Welcome to 2013. I hope to see you there.

What do you think? Do you have your own dangerous ideas, or thoughts about how my own might come to fruition? How can we strengthen the sector, and build confidence both within and external to it? I’d love to hear your thoughts.

Too much success?

At MCN2012, I chaired an interesting session call from Proposal to Pay-Off: Three museums get it done. In it, Morgan Holzer, Rob Lancefield and Dylan Kinnett spoke about how a project at their museum moves from being merely an idea to actually getting up and running. The session unearthed all kinds of interesting questions about the decision making process in institutions of different sizes, and with different amounts of control invested in the hands of the individual. But one thing we didn’t talk about that I think is very interesting is success, and what happens when if a project is too successful.

I’ve been thinking about this question for a while, because success isn’t necessarily all it’s cracked up to be. Even the sort of success that so many people dream of, like rock-stardom, comes with downsides, as this interview with Australian musician Wally de Backer (better known as Gotye, of Somebody that I used to know fame) suggests:

De Backer isn’t given to hyperbole but admits things have gone ”a bit crazy” of late. ”There’s been plenty of demand everywhere for more tickets, more shows,” he says. ”We’d arranged 30 or 40 shows then just about every single venue started to get upgraded. It’s a blessing and a curse.” He readily admits he’d rather be in a studio making music than out on the road. He gets a buzz when he plays a good gig but the carousel of hotel rooms, tour buses, sound checks and interviews wears him down. He usually hits the wall three weeks in when he reads the schedule and realises there are two months to go. ”It’s so boring and repetitive,” he sighs. ‘‘This is not what I dreamt of, this is not the payoff I expected.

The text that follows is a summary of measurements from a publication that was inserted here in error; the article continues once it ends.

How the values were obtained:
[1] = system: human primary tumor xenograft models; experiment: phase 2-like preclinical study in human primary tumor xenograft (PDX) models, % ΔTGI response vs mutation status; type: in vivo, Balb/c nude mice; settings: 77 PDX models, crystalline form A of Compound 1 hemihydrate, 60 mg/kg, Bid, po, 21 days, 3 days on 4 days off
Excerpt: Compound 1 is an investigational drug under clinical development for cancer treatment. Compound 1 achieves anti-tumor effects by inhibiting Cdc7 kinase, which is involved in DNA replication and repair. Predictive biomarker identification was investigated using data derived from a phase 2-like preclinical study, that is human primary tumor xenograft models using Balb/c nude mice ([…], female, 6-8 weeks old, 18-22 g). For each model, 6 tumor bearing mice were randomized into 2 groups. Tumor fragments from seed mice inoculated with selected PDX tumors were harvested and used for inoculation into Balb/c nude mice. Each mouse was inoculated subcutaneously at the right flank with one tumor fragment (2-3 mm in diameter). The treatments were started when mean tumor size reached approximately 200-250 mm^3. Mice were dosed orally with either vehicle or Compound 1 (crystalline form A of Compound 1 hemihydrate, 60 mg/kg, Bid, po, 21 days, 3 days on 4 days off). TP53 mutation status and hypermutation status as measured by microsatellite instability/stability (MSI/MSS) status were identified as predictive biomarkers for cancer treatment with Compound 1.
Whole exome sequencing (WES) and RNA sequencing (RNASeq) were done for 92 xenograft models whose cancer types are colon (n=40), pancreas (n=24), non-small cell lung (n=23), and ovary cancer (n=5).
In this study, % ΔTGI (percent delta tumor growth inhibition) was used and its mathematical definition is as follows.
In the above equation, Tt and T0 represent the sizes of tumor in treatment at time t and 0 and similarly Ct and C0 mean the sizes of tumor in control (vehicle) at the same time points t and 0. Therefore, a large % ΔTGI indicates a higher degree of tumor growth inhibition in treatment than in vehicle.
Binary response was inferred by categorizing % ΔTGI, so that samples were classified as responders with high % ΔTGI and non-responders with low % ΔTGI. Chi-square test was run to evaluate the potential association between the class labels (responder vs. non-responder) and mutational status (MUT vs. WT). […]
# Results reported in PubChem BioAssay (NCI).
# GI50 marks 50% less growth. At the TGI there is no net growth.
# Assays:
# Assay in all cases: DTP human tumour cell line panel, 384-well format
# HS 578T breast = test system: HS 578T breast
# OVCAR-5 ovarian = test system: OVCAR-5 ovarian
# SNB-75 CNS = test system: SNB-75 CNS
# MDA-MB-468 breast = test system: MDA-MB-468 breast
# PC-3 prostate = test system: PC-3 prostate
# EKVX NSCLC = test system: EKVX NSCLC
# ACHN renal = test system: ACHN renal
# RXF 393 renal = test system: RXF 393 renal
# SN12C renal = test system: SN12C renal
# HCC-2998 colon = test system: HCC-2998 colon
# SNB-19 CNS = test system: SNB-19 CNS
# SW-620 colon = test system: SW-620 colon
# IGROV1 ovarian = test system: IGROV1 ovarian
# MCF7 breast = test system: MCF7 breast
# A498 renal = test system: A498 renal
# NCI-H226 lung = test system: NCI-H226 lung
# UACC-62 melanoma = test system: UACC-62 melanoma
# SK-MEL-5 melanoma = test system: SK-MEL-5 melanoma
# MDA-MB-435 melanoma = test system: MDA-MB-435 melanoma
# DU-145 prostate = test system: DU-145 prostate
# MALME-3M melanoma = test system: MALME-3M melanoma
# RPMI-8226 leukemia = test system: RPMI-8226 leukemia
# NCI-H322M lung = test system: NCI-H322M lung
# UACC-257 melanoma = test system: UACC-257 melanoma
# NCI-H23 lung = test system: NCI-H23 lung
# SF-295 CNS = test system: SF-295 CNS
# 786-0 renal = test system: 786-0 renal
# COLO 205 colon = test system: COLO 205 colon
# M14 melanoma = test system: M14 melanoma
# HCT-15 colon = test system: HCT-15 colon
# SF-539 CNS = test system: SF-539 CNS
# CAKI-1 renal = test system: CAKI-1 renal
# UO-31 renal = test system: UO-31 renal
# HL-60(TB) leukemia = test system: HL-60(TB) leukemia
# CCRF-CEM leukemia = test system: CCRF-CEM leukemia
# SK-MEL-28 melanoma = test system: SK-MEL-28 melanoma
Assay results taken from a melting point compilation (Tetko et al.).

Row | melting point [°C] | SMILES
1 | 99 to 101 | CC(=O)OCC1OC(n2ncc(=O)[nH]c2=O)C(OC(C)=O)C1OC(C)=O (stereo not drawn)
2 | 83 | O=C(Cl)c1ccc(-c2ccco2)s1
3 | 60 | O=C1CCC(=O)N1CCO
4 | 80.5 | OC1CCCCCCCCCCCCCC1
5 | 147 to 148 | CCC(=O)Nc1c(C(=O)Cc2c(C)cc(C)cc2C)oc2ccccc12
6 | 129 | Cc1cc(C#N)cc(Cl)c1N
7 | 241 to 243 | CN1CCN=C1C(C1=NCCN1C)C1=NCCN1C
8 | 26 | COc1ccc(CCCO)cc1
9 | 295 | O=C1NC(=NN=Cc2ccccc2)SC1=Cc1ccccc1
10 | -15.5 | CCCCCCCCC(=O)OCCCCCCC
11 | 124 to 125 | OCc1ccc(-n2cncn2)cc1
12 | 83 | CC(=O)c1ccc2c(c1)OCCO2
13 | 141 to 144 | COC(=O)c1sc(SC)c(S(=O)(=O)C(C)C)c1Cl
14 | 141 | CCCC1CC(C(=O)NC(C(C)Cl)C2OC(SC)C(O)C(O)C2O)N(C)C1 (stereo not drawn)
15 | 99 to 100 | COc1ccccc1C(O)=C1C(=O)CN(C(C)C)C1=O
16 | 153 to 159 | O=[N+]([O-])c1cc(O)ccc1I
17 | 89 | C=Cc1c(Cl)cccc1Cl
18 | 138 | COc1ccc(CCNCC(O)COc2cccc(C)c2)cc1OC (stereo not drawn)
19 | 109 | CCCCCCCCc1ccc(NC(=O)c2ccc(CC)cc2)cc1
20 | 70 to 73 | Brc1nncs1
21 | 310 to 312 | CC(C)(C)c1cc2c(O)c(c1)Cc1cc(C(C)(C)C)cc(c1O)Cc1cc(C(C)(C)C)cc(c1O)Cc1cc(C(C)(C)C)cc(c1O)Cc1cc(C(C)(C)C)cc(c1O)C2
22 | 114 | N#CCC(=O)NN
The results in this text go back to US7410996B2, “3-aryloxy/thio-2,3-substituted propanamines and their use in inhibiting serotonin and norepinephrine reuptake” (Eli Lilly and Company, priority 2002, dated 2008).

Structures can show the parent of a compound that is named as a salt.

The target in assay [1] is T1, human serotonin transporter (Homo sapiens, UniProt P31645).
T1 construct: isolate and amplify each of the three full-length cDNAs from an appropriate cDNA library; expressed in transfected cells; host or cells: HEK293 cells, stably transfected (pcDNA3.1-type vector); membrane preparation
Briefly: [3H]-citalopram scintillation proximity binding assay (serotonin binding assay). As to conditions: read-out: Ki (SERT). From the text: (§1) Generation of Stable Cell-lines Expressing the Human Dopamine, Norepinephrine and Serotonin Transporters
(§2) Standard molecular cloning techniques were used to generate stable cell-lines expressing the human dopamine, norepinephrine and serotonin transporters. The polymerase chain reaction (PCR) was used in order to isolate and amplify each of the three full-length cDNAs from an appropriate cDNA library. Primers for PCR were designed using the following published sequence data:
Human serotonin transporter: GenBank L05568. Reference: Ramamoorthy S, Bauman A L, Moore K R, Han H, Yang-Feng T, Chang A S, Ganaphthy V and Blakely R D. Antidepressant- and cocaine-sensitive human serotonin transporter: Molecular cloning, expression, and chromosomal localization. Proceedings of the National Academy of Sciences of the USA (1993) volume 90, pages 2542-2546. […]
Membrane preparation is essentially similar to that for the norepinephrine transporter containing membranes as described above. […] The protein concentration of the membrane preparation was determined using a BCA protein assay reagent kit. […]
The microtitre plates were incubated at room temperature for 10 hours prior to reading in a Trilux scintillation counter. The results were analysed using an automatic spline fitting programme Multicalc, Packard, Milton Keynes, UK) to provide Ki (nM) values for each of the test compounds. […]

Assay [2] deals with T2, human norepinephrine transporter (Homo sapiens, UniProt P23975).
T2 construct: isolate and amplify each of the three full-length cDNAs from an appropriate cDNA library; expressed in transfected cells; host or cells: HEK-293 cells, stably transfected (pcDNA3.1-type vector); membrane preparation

That nebulous thing that we all seem to want but don’t always get around to defining in advance (gosh, even defining metrics for success after the fact is a challenge), doesn’t always come with the payoffs we expect. It’s complicated, and can lead to repercussions that have impact beyond what was hoped for. Excess success can be particularly problematic if you aren’t prepared for it, or if you find yourself unable to innovate and adapt to changing circumstances because of it.

Could your museum cope if one or more of your projects was successful beyond normal? What if you started to get unexpectedly big numbers through the door? Would that impact the experience of seeing the exhibitions, or being in the space? Would you need to hire new staff members to cope? Would your budget handle that? Your processes?

What about web success? If you came up with a digital strategy that was wildly successful and suddenly went viral, could your staff cope with the increased or changed workload? There are a couple of slides from a presentation that Andrew Lewis and Rich Barrett-Small gave at the UK Museums on the Web conference recently that particularly resonated with me when thinking about this topic. As slide number 27 says “A moment’s creative inspiration today is a week of pain next year.” (The slides that follow it also paint a useful picture of the realities of start-up culture versus the longevity required for museums.)